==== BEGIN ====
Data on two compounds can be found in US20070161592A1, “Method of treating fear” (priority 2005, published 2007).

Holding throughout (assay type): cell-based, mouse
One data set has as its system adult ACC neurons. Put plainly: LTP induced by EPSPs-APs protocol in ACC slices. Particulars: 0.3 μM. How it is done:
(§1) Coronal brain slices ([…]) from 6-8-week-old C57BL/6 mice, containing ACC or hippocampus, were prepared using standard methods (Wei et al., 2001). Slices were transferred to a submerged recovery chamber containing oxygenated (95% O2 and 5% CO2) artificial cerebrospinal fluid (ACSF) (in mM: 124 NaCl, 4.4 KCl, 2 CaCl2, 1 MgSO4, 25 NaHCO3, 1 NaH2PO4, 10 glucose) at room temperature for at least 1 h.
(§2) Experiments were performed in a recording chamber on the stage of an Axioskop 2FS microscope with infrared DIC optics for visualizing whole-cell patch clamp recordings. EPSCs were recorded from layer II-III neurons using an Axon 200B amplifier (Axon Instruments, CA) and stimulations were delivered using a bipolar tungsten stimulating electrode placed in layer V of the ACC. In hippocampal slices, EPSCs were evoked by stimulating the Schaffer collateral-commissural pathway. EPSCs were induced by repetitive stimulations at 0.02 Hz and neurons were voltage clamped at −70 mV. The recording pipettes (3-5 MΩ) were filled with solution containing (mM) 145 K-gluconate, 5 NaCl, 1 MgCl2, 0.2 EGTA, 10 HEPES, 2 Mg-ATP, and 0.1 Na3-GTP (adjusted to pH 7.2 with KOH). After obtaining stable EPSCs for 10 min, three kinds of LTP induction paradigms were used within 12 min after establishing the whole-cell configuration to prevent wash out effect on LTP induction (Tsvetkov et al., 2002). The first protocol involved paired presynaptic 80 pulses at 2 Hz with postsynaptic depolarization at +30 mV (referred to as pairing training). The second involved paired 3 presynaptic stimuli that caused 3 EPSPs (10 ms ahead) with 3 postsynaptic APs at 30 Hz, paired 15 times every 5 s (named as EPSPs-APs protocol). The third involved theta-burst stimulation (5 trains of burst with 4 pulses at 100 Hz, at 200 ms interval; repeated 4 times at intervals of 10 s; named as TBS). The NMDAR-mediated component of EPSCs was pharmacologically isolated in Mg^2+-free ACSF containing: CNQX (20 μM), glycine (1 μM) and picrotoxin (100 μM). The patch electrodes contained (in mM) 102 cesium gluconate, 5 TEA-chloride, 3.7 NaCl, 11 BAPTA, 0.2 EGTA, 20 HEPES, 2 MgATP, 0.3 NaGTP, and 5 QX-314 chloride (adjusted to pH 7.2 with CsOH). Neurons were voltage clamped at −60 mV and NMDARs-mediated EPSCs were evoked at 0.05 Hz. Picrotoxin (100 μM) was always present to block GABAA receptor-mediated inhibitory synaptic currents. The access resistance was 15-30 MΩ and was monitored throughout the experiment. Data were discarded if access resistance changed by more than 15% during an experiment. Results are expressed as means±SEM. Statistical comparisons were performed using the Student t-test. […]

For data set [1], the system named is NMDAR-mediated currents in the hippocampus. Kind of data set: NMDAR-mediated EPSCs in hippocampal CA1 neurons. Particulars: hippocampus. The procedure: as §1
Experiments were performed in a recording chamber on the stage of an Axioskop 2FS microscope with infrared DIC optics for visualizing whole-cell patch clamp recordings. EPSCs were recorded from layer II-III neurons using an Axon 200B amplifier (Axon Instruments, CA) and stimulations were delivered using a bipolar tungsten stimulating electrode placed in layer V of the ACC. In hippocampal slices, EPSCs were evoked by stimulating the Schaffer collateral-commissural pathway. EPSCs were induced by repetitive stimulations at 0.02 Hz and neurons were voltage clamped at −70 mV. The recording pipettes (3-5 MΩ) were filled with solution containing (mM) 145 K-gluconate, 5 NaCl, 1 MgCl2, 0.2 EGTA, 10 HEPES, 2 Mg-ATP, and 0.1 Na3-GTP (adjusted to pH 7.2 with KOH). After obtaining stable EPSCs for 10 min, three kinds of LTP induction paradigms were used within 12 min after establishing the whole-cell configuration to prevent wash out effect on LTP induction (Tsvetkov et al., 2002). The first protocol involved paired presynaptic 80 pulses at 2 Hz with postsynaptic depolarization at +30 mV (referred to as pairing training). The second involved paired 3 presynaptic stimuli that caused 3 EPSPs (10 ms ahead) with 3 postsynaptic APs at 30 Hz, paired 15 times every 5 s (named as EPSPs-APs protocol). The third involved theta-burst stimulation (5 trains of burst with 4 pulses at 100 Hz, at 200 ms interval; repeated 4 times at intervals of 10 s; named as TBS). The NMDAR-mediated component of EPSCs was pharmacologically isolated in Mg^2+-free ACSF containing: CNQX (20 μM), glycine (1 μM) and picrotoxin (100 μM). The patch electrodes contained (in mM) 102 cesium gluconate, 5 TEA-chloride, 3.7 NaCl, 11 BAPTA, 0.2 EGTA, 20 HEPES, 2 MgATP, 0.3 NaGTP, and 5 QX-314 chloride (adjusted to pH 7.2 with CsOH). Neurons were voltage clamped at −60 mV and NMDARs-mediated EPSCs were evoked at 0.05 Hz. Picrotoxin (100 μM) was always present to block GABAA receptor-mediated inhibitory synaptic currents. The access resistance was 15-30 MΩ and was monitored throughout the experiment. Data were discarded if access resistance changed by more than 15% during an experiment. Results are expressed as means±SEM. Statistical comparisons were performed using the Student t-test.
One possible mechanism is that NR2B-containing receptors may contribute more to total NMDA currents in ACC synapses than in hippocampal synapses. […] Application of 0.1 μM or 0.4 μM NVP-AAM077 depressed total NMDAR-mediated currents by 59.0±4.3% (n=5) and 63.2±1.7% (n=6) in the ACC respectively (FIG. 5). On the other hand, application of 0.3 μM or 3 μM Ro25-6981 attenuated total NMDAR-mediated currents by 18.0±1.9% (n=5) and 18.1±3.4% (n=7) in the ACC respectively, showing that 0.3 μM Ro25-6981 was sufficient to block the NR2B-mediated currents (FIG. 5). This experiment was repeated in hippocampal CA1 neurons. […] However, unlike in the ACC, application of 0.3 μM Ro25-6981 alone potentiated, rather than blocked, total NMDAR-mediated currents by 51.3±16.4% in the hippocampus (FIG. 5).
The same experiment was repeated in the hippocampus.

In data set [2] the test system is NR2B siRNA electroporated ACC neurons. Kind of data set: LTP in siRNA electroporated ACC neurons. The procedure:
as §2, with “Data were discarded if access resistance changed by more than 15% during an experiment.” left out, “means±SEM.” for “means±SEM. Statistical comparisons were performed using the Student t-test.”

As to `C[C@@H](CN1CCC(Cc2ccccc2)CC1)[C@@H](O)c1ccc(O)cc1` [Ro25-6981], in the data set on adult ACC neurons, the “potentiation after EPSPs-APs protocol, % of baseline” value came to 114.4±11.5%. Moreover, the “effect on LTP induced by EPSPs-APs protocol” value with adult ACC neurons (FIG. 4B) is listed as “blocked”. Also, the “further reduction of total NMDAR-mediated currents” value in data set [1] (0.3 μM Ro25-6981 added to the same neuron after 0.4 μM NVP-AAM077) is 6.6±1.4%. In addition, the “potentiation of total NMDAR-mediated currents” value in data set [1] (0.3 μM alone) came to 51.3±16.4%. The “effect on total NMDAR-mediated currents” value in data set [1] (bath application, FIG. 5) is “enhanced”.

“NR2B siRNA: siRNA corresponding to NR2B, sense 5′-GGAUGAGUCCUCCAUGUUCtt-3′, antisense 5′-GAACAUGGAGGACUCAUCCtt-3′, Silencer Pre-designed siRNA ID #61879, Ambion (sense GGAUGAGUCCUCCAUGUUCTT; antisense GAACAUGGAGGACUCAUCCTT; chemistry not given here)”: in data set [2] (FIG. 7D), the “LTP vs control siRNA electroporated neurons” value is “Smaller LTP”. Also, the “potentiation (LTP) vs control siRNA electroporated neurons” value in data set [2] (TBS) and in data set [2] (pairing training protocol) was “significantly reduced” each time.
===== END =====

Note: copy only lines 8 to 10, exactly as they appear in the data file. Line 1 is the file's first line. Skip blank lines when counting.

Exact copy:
One possible mechanism is that NR2B-containing receptors may contribute more to total NMDA currents in ACC synapses than in hippocampal synapses. […] Application of 0.1 μM or 0.4 μM NVP-AAM077 depressed total NMDAR-mediated currents by 59.0±4.3% (n=5) and 63.2±1.7% (n=6) in the ACC respectively (FIG. 5). On the other hand, application of 0.3 μM or 3 μM Ro25-6981 attenuated total NMDAR-mediated currents by 18.0±1.9% (n=5) and 18.1±3.4% (n=7) in the ACC respectively, showing that 0.3 μM Ro25-6981 was sufficient to block the NR2B-mediated currents (FIG. 5). This experiment was repeated in hippocampal CA1 neurons. […] However, unlike in the ACC, application of 0.3 μM Ro25-6981 alone potentiated, rather than blocked, total NMDAR-mediated currents by 51.3±16.4% in the hippocampus (FIG. 5).
The same experiment was repeated in the hippocampus.

In data set [2] the test system is NR2B siRNA electroporated ACC neurons. Kind of data set: LTP in siRNA electroporated ACC neurons. The procedure: